Adapting to climate-induced sea level rise on the Gold Coast: lessons from the Netherlands
Sea level rise poses significant risks to the Gold Coast, which is particularly vulnerable to coastal retreat,inundation and flooding. Drawing on policy transfer literature as the conceptual framework, this paper aims to draw lessons from the Netherlands, as an exemplar of adaptive flood management, to inform the future direction of adaptation to sea level rise on the Gold Coast. On both the Gold Coast and in the Netherlands, the traditional approach taken to adapt to sea level rise has been characterised by a structural approach to protect properties through flood defences. However, the Dutch Government has recently acknowledged the need to adopt a proactive approach to water management and accommodate water through spatial planning initiatives to minimise long-term risk from climate change. From the Dutch experience, three important lessons can be drawn: (1) the need to use spatial planning to accommodate water; (2) the need to adopt a proactive approach to climate adaptation; and (3) the importance of a strong centralised approach to water management. As the current adaptation framework in the Netherlands reflects centuries of experimenting with flood mitigation, these lessons should be of particular interest to Australian planners and policy-makers.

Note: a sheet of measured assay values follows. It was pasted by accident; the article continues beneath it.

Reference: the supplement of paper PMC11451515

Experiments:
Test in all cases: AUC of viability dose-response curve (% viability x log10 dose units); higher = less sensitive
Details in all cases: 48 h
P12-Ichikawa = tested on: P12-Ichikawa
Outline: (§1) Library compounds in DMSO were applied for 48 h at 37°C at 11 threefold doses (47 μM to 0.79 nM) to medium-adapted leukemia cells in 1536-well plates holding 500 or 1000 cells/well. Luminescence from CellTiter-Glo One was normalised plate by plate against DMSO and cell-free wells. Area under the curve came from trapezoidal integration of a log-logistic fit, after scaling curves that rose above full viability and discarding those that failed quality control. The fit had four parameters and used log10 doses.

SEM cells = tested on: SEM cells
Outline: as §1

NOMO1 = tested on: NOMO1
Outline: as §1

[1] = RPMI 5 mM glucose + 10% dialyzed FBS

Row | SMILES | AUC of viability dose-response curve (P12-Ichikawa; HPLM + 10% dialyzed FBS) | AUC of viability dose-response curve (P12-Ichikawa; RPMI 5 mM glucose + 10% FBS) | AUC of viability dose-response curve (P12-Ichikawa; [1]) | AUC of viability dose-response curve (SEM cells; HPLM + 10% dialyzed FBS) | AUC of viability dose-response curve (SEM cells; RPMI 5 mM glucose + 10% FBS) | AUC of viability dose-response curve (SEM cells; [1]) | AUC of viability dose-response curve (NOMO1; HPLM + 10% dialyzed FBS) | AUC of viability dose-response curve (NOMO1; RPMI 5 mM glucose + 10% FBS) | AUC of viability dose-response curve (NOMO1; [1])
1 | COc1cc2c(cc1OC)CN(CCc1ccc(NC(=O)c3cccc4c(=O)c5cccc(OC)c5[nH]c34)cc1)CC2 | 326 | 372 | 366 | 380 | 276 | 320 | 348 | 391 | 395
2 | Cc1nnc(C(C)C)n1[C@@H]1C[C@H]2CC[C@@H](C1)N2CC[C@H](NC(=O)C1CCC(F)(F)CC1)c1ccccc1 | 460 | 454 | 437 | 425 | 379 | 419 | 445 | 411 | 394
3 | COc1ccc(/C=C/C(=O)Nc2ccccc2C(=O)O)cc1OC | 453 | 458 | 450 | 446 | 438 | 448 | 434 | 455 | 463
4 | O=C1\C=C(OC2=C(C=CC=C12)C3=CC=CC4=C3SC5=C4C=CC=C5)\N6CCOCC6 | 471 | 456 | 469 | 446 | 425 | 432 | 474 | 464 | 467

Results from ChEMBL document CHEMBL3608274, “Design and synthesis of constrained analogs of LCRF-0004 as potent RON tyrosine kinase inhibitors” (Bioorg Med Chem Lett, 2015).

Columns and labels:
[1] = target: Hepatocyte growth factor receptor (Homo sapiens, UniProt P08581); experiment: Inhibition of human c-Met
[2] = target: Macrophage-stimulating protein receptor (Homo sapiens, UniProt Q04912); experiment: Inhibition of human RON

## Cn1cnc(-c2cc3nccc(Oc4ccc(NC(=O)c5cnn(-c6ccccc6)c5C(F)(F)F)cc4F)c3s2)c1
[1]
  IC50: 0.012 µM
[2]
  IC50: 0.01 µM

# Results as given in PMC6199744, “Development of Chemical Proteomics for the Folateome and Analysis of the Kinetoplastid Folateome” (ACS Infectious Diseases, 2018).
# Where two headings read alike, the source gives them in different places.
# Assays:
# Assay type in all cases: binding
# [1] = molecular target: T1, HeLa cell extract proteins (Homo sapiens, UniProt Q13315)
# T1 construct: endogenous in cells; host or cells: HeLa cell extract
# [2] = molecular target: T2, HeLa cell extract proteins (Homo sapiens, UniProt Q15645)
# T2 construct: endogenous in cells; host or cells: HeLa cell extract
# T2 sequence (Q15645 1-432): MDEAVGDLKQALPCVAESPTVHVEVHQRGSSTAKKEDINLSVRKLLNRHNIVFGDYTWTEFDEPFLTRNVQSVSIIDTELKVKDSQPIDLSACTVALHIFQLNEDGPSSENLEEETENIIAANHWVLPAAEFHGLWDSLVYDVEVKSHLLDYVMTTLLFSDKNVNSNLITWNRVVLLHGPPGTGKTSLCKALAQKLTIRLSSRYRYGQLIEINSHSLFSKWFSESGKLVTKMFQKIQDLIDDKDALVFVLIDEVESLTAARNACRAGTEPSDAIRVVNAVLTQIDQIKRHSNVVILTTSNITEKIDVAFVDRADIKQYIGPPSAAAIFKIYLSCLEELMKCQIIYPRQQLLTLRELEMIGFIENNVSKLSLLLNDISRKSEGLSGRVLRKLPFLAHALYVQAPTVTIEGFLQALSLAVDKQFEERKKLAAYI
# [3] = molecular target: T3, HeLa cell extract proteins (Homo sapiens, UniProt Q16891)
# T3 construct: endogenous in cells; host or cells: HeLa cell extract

Urban and Regional Planning not elsewhere classified